The Washington Post’s Mike DeBonis reports that yesterday Mayor Vincent Gray gave a two hour farewell speech regarding his time in office. As far as his record in regard to the D.C. charter school movement he was a transitional leader.
First, he appointed Kaya Henderson Chancellor and Abigail Smith Deputy Mayor for Education. Ms. Henderson has been a tough competitor regarding attracting students to her school system and she has, up to a point, demonstrated cooperation regarding coexisting with charters that now educate 45 percent of all public school students. It was great to see a Deputy Mayor for Education come from E.L Haynes Public Charter School, as a board member and as a parent. Ms. Smith made a major contribution to our cause by convincing the Mayor and Chancellor to turn some shuttered former DCPS facilities over to charters, but her biggest achievement was completion of the Adequacy Study that for the first time documented in print the illegal funding of the traditional schools outside of the Uniform Per Student Funding Formula. She also created the common lottery that made it easier for parents to apply to charter schools and DCPS at one time instead of having to fill out separate applications.
However, the pace of providing charters empty buildings was not nearly fast enough and that decision proved detrimental to two high performing charter management organizations that came to town for the first time. Harmony PCS and Rocketship PCS were treated as unwelcome strangers as they were thrown to the wind to try and find places to operate. The fact that the Chancellor accused Harmony of cannibalism regarding the school’s last minute desperate decision to locate across the street from a DCPS site after the charter tried to coordinate its placement with the city set the relationship between the two sectors back years.
It was unfortunate that the recommendations of the Adequacy Study did not make it into the Mayor’s budget. This resulted in FOCUS coordinating a lawsuit against the city over inequities in spending regarding DCPS compared to charters. The move came as a frustrated last resort after multiple efforts to work with the Administration to bring fairness to a situation that sees the regular schools receiving about $100 million a year more than charters. The Mayor did, however, increase the per pupil facility allotment that had not been raised in years. He also for the first time guaranteed local funding for these dollars which used to be dependent upon Federal three sector money to reach the $3,000 level (now $3,072) for each enrolled student.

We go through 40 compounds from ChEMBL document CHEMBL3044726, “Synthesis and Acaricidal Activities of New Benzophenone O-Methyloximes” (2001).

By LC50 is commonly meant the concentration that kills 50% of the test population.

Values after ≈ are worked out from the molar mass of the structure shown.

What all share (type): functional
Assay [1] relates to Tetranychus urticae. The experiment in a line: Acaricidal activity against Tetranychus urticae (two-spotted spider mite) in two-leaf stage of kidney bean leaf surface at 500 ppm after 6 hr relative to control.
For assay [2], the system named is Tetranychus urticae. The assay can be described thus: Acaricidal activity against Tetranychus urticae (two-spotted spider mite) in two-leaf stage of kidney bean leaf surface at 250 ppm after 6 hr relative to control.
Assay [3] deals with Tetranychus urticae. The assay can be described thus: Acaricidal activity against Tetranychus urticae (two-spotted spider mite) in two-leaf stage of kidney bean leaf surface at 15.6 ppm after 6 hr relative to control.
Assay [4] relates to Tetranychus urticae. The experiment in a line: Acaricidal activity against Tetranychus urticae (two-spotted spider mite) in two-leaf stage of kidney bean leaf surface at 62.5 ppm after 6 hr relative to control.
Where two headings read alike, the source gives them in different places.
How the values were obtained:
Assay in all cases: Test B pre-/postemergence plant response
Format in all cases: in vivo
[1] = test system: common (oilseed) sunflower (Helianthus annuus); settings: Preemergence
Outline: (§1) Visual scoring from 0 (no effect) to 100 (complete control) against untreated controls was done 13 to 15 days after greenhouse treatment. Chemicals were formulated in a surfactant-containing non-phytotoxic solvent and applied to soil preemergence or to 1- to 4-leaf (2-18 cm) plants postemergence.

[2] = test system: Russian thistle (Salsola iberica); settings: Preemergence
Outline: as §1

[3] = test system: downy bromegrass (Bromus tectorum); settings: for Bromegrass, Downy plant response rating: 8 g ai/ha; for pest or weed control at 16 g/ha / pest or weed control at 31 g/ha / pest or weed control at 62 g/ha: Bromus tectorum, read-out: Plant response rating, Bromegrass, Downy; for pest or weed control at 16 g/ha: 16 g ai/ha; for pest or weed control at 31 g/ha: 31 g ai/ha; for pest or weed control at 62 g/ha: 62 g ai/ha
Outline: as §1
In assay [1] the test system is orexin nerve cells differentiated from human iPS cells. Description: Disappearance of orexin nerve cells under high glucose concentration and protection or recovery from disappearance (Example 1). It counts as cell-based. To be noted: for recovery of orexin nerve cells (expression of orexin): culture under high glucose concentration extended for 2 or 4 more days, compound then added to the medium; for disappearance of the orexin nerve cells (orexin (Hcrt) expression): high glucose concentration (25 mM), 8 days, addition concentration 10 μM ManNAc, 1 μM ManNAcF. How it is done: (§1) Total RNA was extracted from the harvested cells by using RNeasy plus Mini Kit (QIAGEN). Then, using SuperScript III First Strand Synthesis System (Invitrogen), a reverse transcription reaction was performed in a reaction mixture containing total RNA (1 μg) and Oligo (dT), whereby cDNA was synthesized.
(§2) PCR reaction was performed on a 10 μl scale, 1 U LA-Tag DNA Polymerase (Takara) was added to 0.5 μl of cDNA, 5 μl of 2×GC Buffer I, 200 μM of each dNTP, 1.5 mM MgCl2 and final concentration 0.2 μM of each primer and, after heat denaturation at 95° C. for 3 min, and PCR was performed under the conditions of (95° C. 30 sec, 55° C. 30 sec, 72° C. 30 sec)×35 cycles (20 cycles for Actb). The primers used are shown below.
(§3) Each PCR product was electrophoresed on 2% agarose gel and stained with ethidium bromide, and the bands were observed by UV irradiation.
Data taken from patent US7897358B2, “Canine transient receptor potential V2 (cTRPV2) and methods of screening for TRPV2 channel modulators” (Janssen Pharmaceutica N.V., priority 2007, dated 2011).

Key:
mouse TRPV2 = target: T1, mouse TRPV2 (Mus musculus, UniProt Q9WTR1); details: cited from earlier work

Perhaps his greatest contribution to charters was giving them a seat at the table. In discussing education policy he included Scott Pearson, the executive director of the DC Public Charter School Board, and the PCSB chairman. He also attended numerous events celebrating the progress of our schools regarding Performance Management Framework results and the opening of new permanent facilities. He certainly gave the distinct impression, and this was regrettably groundbreaking for one of our Mayors, that he did not care whether a child attended a charter or a regular school as long as he or she was receiving a quality education. For that, Mr. Gray should be sincerely thanked.